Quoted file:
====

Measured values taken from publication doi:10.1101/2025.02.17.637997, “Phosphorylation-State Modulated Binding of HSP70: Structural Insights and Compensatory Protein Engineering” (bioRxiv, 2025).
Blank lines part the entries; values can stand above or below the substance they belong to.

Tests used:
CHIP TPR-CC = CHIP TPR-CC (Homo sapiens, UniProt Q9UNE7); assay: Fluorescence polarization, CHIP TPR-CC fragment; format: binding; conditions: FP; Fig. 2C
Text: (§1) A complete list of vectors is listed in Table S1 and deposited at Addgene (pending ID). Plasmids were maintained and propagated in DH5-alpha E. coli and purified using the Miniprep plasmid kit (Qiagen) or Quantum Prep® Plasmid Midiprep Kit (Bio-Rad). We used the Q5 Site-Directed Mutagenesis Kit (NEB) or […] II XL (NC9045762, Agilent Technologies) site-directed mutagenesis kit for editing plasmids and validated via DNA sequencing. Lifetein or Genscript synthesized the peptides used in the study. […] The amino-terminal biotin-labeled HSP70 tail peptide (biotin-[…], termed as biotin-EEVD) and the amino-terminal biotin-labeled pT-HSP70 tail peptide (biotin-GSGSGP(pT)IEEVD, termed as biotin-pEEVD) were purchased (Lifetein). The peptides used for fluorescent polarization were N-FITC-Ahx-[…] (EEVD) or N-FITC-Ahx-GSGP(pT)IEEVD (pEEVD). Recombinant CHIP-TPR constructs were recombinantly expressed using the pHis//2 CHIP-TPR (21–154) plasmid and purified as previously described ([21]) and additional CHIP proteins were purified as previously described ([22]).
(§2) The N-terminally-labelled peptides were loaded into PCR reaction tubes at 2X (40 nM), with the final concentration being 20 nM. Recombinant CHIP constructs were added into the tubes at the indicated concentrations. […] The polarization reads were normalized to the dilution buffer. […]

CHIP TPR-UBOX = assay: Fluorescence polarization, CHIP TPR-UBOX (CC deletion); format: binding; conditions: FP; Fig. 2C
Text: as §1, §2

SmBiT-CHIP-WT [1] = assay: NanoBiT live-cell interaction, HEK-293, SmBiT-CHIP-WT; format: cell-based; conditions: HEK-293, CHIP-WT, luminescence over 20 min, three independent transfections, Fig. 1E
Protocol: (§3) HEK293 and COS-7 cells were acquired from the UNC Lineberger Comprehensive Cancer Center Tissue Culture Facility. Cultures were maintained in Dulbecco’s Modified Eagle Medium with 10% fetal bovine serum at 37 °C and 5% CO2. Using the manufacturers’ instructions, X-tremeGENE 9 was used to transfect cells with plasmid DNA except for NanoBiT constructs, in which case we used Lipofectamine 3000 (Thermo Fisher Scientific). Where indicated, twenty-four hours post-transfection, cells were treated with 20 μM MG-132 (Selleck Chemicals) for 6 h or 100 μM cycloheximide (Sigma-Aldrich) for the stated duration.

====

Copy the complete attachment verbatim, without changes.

Measured values taken from publication doi:10.1101/2025.02.17.637997, “Phosphorylation-State Modulated Binding of HSP70: Structural Insights and Compensatory Protein Engineering” (bioRxiv, 2025).
Blank lines part the entries; values can stand above or below the substance they belong to.

Tests used:
CHIP TPR-CC = CHIP TPR-CC (Homo sapiens, UniProt Q9UNE7); assay: Fluorescence polarization, CHIP TPR-CC fragment; format: binding; conditions: FP; Fig. 2C
Text: (§1) A complete list of vectors is listed in Table S1 and deposited at Addgene (pending ID). Plasmids were maintained and propagated in DH5-alpha E. coli and purified using the Miniprep plasmid kit (Qiagen) or Quantum Prep® Plasmid Midiprep Kit (Bio-Rad). We used the Q5 Site-Directed Mutagenesis Kit (NEB) or […] II XL (NC9045762, Agilent Technologies) site-directed mutagenesis kit for editing plasmids and validated via DNA sequencing. Lifetein or Genscript synthesized the peptides used in the study. […] The amino-terminal biotin-labeled HSP70 tail peptide (biotin-[…], termed as biotin-EEVD) and the amino-terminal biotin-labeled pT-HSP70 tail peptide (biotin-GSGSGP(pT)IEEVD, termed as biotin-pEEVD) were purchased (Lifetein). The peptides used for fluorescent polarization were N-FITC-Ahx-[…] (EEVD) or N-FITC-Ahx-GSGP(pT)IEEVD (pEEVD). Recombinant CHIP-TPR constructs were recombinantly expressed using the pHis//2 CHIP-TPR (21–154) plasmid and purified as previously described ([21]) and additional CHIP proteins were purified as previously described ([22]).
(§2) The N-terminally-labelled peptides were loaded into PCR reaction tubes at 2X (40 nM), with the final concentration being 20 nM. Recombinant CHIP constructs were added into the tubes at the indicated concentrations. […] The polarization reads were normalized to the dilution buffer. […]

CHIP TPR-UBOX = assay: Fluorescence polarization, CHIP TPR-UBOX (CC deletion); format: binding; conditions: FP; Fig. 2C
Text: as §1, §2

SmBiT-CHIP-WT [1] = assay: NanoBiT live-cell interaction, HEK-293, SmBiT-CHIP-WT; format: cell-based; conditions: HEK-293, CHIP-WT, luminescence over 20 min, three independent transfections, Fig. 1E
Protocol: (§3) HEK293 and COS-7 cells were acquired from the UNC Lineberger Comprehensive Cancer Center Tissue Culture Facility. Cultures were maintained in Dulbecco’s Modified Eagle Medium with 10% fetal bovine serum at 37 °C and 5% CO2. Using the manufacturers’ instructions, X-tremeGENE 9 was used to transfect cells with plasmid DNA except for NanoBiT constructs, in which case we used Lipofectamine 3000 (Thermo Fisher Scientific). Where indicated, twenty-four hours post-transfection, cells were treated with 20 μM MG-132 (Selleck Chemicals) for 6 h or 100 μM cycloheximide (Sigma-Aldrich) for the stated duration.